A couple of updates—first, we got a nice note from Rajesh Thind, the filmmaker who made the video of himself being hassled in the streets by community wardens in the U.K. I've posted it as a "Featured Comment" to last Thursday's post. If you were following this topic you might want to check it out.
Also, just today, New York Times photographer David W. Dunlap wrote a piece about getting attacked on the street and having his camera smashed. Obviously, photographing criminal activity is a different sort of hazard than being thought a terrorist, but the story's in the general category of the dangers we face. Thanks to Michael Gottlieb for the link.
And while I'm mentioning comments, reader alkos linked a picture by James Nachtwey to the "Random Excellence: John Moore" post. Nachtwey's picture is like a bookend to Moore's; doubly thought-provoking. If you missed it, have a look.
Mike (Thanks to Rajesh, Michael, and alkos)
Featured Comment by John Camp: "Ah, man. This is what I was saying about Nachtwey a couple of weeks ago—the guy has a brilliant, blood-curdling eye for the aesthetics of tragedy. The John Moore photo is terribly touching, and is strong because it seems unrehearsed and kind of all over the place—the people watching in the background, the inclusion of disparate elements. It's powerful partly because it's so commonplace and universal: a woman grieving for her lost lover. Still, there's a sense to the photo that says life, does, and will go on.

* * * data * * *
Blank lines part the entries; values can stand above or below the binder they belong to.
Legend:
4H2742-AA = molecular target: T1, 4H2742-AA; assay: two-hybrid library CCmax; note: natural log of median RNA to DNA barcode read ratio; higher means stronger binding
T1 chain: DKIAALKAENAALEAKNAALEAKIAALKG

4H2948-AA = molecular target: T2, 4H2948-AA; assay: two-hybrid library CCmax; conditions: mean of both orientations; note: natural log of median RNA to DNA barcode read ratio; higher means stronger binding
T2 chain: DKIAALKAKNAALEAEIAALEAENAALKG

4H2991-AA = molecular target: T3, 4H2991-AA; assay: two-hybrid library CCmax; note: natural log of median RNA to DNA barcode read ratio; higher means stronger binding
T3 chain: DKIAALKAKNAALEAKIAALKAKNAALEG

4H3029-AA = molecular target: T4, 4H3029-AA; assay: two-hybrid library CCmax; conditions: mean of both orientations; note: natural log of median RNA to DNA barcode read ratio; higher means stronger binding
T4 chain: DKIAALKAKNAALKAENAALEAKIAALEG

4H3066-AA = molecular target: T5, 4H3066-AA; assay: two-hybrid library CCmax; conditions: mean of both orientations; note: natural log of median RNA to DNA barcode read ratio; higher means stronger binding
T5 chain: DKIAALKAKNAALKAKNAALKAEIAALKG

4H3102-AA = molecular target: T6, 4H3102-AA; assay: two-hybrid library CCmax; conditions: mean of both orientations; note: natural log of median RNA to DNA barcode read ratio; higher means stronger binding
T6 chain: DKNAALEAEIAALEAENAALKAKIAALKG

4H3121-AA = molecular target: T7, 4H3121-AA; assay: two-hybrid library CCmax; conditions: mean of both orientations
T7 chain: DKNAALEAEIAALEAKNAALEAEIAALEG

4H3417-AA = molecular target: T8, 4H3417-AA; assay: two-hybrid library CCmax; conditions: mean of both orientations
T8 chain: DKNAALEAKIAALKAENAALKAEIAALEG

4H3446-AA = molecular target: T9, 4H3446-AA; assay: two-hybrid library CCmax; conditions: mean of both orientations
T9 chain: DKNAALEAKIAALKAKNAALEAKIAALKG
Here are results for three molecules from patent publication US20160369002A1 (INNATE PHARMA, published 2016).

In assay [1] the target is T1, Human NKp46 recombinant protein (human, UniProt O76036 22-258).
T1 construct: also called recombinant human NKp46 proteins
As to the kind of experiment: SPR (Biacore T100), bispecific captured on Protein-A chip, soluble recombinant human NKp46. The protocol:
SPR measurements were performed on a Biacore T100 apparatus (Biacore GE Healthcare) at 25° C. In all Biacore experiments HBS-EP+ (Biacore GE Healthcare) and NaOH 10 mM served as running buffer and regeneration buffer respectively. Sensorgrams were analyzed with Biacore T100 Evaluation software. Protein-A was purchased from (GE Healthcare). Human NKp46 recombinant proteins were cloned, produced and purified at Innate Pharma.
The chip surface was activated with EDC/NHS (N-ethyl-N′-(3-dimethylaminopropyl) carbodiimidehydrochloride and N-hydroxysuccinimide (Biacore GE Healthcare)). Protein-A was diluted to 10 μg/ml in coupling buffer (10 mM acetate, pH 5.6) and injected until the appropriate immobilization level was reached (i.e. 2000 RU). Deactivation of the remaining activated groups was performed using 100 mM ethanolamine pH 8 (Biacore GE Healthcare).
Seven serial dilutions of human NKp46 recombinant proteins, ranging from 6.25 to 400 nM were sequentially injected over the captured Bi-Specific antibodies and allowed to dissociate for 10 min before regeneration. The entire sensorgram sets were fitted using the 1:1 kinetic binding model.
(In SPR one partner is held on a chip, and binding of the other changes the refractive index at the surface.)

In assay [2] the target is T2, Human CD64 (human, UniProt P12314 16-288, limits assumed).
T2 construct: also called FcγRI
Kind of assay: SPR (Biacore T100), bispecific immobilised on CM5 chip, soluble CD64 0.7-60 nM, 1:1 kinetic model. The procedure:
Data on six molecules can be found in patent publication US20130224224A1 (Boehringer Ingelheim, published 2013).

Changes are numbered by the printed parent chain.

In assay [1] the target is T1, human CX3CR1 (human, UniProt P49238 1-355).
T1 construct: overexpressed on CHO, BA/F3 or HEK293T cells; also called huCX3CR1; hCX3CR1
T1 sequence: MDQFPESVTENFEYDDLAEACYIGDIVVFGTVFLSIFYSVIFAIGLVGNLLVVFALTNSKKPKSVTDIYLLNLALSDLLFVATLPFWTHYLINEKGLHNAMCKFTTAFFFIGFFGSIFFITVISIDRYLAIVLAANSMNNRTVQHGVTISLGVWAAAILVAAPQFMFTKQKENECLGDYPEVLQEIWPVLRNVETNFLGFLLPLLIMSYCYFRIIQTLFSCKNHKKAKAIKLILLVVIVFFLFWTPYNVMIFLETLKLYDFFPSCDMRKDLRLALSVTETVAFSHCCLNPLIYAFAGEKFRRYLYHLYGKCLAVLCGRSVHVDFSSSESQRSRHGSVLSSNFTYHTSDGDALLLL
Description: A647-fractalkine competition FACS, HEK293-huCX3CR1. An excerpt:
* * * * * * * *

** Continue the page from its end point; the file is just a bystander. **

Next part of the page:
"The Nachtwey photo is absolutely brutal and to the point: there's nothing in it that doesn't need to be there, and everything that is in it pounds home the point—even the dried up earth, the crappy-looking tombstones in disarray, the ghoul-like clothing of the grieving woman. She might be death herself, or dying herself; and her black-robed anonymity makes her a symbol for anybody who has lost someone in war.
"Moore's photo was taken by a reporter who was there and had the ability to see; Nachtwey's was taken by an artist who happened to be reporting.
"Two pretty astonishing photographs. Makes you believe in the power of the camera, huh?"